Taliban’s interim Foreign Minister Amir Khan Muttaqi believes sanctions against Afghanistan or making the country unstable would not benefit anyone.
“Sanctions against Afghanistan … having a weak Afghan government is not in the interest of anyone,” Muttaqi, whose aides include employees of the previous government as well as those recruited from the ranks of the Taliban, told The Associated Press news agency in an interview on Sunday.
Speaking in his native Pashto, Muttaqi said the Taliban government wants good relations with all countries and has no issues with the United States. The Taliban faces diplomatic isolation as the Islamic Emirate, the name of its government, has yet to be recognised by any country or the United Nations.
He urged Washington and other nations to release upward of $10bn in funds that were frozen when the Taliban took power on August 15, following a rapid military sweep across Afghanistan and the sudden, secret flight of US-backed President Ashraf Ghani.
The UN is warning that nearly 23 million people – about 55 percent of the population – are facing extreme levels of hunger, with nearly nine million at risk of famine as winter takes hold in the impoverished, landlocked country.
Muttaqi also acknowledged the world’s outrage at the Taliban-imposed limitations on girls’ education and on women in the workforce.
In many parts of Afghanistan, female high school students between the grades of seven and 12 have not been permitted to go to school since the Taliban took over, and many female civil servants have been told to stay home.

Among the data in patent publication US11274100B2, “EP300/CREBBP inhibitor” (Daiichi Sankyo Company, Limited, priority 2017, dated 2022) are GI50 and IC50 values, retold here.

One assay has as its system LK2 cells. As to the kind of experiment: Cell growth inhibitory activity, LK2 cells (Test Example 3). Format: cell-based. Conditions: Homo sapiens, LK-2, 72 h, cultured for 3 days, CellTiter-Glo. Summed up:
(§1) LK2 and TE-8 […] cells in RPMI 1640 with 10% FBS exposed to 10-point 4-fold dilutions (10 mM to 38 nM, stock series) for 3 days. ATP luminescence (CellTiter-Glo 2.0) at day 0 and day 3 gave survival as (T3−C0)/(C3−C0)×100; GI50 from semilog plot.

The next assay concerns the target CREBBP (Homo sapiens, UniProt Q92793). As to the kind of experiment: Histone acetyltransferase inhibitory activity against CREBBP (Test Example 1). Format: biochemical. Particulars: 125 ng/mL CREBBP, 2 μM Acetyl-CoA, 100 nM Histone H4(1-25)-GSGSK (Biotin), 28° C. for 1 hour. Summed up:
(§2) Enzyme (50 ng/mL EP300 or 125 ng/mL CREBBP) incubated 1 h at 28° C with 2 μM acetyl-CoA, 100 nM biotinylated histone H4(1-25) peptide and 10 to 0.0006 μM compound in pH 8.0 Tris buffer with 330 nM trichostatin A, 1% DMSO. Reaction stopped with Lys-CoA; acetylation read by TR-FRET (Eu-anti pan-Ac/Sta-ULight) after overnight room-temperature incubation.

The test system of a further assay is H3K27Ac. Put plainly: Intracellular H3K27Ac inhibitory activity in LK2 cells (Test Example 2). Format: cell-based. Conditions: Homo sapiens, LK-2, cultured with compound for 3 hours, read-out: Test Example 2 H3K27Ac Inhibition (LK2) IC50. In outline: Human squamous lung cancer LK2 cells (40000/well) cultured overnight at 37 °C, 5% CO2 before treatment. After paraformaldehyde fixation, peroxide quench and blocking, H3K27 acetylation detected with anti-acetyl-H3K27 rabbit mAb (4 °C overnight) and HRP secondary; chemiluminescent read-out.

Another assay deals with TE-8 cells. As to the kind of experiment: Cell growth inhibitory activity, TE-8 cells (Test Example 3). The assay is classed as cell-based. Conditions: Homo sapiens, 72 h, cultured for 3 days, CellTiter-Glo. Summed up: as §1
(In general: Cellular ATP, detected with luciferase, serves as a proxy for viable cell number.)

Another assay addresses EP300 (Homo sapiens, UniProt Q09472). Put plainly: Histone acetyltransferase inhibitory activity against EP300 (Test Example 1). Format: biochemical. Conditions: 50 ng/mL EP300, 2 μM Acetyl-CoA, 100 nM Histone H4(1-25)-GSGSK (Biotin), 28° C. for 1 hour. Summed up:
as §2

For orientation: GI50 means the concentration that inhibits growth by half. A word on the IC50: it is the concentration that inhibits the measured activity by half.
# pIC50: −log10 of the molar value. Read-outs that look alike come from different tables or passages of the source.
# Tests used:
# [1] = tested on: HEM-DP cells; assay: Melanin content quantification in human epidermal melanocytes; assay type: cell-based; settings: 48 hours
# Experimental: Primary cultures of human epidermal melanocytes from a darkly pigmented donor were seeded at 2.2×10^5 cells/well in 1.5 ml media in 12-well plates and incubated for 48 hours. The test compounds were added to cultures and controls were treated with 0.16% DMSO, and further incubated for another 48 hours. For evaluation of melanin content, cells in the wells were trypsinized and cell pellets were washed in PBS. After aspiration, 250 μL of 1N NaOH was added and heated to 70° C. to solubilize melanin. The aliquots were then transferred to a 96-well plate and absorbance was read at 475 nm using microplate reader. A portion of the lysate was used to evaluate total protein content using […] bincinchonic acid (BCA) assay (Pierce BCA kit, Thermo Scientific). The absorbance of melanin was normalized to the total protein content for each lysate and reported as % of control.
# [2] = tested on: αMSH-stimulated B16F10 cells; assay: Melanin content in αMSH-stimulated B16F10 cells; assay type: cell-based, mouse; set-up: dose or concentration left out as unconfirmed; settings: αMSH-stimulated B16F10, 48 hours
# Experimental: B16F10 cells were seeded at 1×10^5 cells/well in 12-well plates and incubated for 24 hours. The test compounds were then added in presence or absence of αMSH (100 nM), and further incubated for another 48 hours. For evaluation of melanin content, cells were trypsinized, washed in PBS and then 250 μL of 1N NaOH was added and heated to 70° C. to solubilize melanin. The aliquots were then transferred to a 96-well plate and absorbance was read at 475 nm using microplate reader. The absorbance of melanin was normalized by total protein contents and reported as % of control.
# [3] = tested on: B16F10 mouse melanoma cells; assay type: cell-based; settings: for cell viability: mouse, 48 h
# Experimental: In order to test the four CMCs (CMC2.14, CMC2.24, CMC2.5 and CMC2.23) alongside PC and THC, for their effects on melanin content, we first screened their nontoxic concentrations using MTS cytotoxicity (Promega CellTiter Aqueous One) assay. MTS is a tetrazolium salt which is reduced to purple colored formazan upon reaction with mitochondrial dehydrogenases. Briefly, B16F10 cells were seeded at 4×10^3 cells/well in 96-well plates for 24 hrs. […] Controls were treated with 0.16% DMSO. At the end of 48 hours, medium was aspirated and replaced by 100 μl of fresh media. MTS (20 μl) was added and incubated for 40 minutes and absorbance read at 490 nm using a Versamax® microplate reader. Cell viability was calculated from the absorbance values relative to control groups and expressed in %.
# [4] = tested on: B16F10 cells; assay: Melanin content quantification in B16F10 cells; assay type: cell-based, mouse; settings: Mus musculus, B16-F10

Taliban officials have said they need time to create gender-segregated arrangements in schools and workplaces that meet their severe interpretation of Islam.
When it first ruled from 1996 to 2001, the Taliban barred girls and women from schools and jobs, banning most entertainment and sports and occasionally carrying out killings in front of large crowds in stadiums.
But Muttaqi said the Taliban has changed since it last ruled.
“We have made progress in administration and in politics … in interaction with the nation and the world. With each passing day we will gain more experience and make more progress,” he said.
Muttaqi said under the new Taliban government, girls are going to school through to grade 12 in 10 of the country’s 34 provinces, private schools and universities are operating unhindered and 100 percent of women who had previously worked in the health sector are back on the job.
“This shows that we are committed in principle to women participation,” he said.
Not targeting opponents
Muttaqi also went on to say the Taliban has not targeted its opponents, instead having announced a general amnesty and providing some protection. Leaders of the previous government live without threat in Kabul, he said, though the majority have fled.
Last month, the international group Human Rights Watch published a report saying the Taliban summarily killed or forcibly disappeared more than 100 former police and intelligence officials in four provinces. However, there have been no reports of large-scale retribution.